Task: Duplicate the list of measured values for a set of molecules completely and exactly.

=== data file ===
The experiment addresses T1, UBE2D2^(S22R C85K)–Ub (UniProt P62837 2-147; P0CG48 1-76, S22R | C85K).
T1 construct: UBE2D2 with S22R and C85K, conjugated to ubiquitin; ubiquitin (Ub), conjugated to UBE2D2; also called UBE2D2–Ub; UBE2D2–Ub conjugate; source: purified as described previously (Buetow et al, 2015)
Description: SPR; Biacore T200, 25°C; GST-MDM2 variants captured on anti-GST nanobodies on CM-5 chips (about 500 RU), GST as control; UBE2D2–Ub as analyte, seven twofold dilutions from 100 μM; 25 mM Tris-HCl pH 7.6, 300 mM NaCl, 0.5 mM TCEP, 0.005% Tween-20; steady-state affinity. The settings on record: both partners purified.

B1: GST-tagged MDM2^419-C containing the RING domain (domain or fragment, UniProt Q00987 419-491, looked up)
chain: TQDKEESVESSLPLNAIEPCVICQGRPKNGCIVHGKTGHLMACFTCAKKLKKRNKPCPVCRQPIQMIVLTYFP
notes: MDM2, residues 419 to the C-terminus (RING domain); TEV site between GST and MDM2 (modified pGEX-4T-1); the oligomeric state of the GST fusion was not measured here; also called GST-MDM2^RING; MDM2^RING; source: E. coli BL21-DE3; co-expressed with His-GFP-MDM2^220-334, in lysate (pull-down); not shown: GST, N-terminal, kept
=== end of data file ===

The experiment addresses T1, UBE2D2^(S22R C85K)–Ub (UniProt P62837 2-147; P0CG48 1-76, S22R | C85K).
T1 construct: UBE2D2 with S22R and C85K, conjugated to ubiquitin; ubiquitin (Ub), conjugated to UBE2D2; also called UBE2D2–Ub; UBE2D2–Ub conjugate; source: purified as described previously (Buetow et al, 2015)
Description: SPR; Biacore T200, 25°C; GST-MDM2 variants captured on anti-GST nanobodies on CM-5 chips (about 500 RU), GST as control; UBE2D2–Ub as analyte, seven twofold dilutions from 100 μM; 25 mM Tris-HCl pH 7.6, 300 mM NaCl, 0.5 mM TCEP, 0.005% Tween-20; steady-state affinity. The settings on record: both partners purified.

B1: GST-tagged MDM2^419-C containing the RING domain (domain or fragment, UniProt Q00987 419-491, looked up)
chain: TQDKEESVESSLPLNAIEPCVICQGRPKNGCIVHGKTGHLMACFTCAKKLKKRNKPCPVCRQPIQMIVLTYFP
notes: MDM2, residues 419 to the C-terminus (RING domain); TEV site between GST and MDM2 (modified pGEX-4T-1); the oligomeric state of the GST fusion was not measured here; also called GST-MDM2^RING; MDM2^RING; source: E. coli BL21-DE3; co-expressed with His-GFP-MDM2^220-334, in lysate (pull-down); not shown: GST, N-terminal, kept